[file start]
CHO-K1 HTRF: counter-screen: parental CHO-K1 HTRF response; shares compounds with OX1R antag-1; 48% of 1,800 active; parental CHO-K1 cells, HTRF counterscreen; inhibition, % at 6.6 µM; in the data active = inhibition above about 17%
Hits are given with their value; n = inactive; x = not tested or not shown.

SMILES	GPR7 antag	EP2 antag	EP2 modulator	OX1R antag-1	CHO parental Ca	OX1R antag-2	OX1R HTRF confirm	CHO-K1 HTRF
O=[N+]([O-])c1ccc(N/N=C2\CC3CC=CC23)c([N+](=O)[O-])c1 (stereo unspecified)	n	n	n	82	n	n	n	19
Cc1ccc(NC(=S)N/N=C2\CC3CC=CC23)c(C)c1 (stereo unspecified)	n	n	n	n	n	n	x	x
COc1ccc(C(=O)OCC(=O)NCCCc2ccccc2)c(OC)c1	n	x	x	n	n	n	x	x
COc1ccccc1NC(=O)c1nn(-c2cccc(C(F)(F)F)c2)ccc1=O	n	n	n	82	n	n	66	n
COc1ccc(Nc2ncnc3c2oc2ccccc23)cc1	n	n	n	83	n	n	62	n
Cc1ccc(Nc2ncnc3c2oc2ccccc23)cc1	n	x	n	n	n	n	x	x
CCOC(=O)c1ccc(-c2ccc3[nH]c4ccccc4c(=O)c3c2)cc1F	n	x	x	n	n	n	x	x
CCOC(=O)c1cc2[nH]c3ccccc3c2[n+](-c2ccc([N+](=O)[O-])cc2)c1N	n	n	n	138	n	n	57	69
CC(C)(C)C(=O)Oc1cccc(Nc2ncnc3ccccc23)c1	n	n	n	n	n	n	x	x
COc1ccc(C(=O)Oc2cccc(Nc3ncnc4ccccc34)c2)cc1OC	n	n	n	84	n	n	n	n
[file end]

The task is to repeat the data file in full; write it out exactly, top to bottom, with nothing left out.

CHO-K1 HTRF: counter-screen: parental CHO-K1 HTRF response; shares compounds with OX1R antag-1; 48% of 1,800 active; parental CHO-K1 cells, HTRF counterscreen; inhibition, % at 6.6 µM; in the data active = inhibition above about 17%
Hits are given with their value; n = inactive; x = not tested or not shown.

SMILES	GPR7 antag	EP2 antag	EP2 modulator	OX1R antag-1	CHO parental Ca	OX1R antag-2	OX1R HTRF confirm	CHO-K1 HTRF
O=[N+]([O-])c1ccc(N/N=C2\CC3CC=CC23)c([N+](=O)[O-])c1 (stereo unspecified)	n	n	n	82	n	n	n	19
Cc1ccc(NC(=S)N/N=C2\CC3CC=CC23)c(C)c1 (stereo unspecified)	n	n	n	n	n	n	x	x
COc1ccc(C(=O)OCC(=O)NCCCc2ccccc2)c(OC)c1	n	x	x	n	n	n	x	x
COc1ccccc1NC(=O)c1nn(-c2cccc(C(F)(F)F)c2)ccc1=O	n	n	n	82	n	n	66	n
COc1ccc(Nc2ncnc3c2oc2ccccc23)cc1	n	n	n	83	n	n	62	n
Cc1ccc(Nc2ncnc3c2oc2ccccc23)cc1	n	x	n	n	n	n	x	x
CCOC(=O)c1ccc(-c2ccc3[nH]c4ccccc4c(=O)c3c2)cc1F	n	x	x	n	n	n	x	x
CCOC(=O)c1cc2[nH]c3ccccc3c2[n+](-c2ccc([N+](=O)[O-])cc2)c1N	n	n	n	138	n	n	57	69
CC(C)(C)C(=O)Oc1cccc(Nc2ncnc3ccccc23)c1	n	n	n	n	n	n	x	x
COc1ccc(C(=O)Oc2cccc(Nc3ncnc4ccccc34)c2)cc1OC	n	n	n	84	n	n	n	n